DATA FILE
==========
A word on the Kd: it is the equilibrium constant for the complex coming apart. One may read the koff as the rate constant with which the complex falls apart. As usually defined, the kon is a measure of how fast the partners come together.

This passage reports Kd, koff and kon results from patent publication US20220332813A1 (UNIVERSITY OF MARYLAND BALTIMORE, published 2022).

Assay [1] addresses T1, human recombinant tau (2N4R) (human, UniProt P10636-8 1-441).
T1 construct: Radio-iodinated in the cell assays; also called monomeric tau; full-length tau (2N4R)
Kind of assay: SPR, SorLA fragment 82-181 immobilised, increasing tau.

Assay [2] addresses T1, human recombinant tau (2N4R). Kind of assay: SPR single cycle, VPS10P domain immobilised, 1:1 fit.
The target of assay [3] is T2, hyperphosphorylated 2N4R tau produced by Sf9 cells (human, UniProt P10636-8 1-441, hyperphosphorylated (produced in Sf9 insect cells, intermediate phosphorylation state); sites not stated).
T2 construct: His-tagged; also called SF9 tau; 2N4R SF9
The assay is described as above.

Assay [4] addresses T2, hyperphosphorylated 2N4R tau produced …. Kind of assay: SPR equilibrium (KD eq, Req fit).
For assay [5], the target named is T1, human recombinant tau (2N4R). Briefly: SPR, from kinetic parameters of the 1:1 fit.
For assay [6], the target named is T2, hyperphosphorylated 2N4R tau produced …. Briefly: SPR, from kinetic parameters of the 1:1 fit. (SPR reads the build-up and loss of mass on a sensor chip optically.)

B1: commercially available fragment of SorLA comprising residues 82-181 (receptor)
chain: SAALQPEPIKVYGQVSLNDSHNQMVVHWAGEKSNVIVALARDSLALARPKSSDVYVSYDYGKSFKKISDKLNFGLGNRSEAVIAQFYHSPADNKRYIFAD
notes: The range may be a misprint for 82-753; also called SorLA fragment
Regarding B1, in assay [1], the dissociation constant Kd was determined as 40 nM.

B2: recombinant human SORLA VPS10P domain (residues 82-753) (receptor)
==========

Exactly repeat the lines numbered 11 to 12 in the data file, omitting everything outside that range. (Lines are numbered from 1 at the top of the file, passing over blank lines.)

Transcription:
For assay [5], the target named is T1, human recombinant tau (2N4R). Briefly: SPR, from kinetic parameters of the 1:1 fit.
For assay [6], the target named is T2, hyperphosphorylated 2N4R tau produced …. Briefly: SPR, from kinetic parameters of the 1:1 fit. (SPR reads the build-up and loss of mass on a sensor chip optically.)